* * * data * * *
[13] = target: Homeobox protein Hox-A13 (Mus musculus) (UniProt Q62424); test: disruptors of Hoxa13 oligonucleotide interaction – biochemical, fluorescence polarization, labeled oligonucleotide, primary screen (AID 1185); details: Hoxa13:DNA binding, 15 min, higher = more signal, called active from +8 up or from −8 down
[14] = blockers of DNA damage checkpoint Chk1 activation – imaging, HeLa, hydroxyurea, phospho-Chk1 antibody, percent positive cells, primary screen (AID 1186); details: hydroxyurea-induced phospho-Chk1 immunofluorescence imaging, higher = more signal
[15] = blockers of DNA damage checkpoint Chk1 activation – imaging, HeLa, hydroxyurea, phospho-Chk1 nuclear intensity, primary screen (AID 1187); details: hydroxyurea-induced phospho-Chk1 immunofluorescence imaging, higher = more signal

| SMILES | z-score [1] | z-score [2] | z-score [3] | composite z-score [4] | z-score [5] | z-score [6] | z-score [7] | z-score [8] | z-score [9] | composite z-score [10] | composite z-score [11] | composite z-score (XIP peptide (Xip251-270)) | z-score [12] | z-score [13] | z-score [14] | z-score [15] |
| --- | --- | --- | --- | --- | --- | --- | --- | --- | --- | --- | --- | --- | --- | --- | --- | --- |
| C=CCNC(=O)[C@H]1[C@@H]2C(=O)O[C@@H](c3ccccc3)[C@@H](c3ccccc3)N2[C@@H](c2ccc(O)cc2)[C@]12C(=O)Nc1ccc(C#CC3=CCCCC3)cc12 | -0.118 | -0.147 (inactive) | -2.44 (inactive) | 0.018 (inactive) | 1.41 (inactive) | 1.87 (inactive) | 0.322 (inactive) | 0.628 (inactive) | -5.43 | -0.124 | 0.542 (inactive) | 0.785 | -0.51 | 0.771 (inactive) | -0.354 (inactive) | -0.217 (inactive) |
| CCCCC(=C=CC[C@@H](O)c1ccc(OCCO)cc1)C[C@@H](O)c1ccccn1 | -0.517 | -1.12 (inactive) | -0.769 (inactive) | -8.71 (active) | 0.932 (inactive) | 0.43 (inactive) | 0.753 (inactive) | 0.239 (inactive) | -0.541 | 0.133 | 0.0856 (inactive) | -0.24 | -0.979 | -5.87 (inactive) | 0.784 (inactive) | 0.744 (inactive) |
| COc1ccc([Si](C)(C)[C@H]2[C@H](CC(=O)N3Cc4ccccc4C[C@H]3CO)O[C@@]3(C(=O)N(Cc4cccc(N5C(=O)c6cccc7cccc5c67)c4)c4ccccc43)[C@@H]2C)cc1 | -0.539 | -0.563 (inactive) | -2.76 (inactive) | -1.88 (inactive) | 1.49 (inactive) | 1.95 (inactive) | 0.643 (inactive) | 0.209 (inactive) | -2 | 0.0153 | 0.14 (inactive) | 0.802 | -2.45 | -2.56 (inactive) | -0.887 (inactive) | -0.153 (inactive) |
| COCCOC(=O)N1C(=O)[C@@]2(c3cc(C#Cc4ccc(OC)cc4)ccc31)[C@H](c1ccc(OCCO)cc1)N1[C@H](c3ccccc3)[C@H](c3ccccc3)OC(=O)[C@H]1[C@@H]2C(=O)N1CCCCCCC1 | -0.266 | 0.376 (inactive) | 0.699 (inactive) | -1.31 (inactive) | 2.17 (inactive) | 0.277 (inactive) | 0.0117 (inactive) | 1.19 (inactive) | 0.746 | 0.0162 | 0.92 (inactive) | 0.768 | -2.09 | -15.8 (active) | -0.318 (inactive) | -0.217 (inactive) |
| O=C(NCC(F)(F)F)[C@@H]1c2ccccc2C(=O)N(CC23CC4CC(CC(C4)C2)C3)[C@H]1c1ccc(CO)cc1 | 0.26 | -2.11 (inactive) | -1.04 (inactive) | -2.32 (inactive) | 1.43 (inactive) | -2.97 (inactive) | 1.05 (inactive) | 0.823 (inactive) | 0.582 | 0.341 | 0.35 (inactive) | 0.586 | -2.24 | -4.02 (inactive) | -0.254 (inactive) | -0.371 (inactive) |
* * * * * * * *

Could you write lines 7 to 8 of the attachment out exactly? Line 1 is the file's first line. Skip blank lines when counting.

| CCCCC(=C=CC[C@@H](O)c1ccc(OCCO)cc1)C[C@@H](O)c1ccccn1 | -0.517 | -1.12 (inactive) | -0.769 (inactive) | -8.71 (active) | 0.932 (inactive) | 0.43 (inactive) | 0.753 (inactive) | 0.239 (inactive) | -0.541 | 0.133 | 0.0856 (inactive) | -0.24 | -0.979 | -5.87 (inactive) | 0.784 (inactive) | 0.744 (inactive) |
| COc1ccc([Si](C)(C)[C@H]2[C@H](CC(=O)N3Cc4ccccc4C[C@H]3CO)O[C@@]3(C(=O)N(Cc4cccc(N5C(=O)c6cccc7cccc5c67)c4)c4ccccc43)[C@@H]2C)cc1 | -0.539 | -0.563 (inactive) | -2.76 (inactive) | -1.88 (inactive) | 1.49 (inactive) | 1.95 (inactive) | 0.643 (inactive) | 0.209 (inactive) | -2 | 0.0153 | 0.14 (inactive) | 0.802 | -2.45 | -2.56 (inactive) | -0.887 (inactive) | -0.153 (inactive) |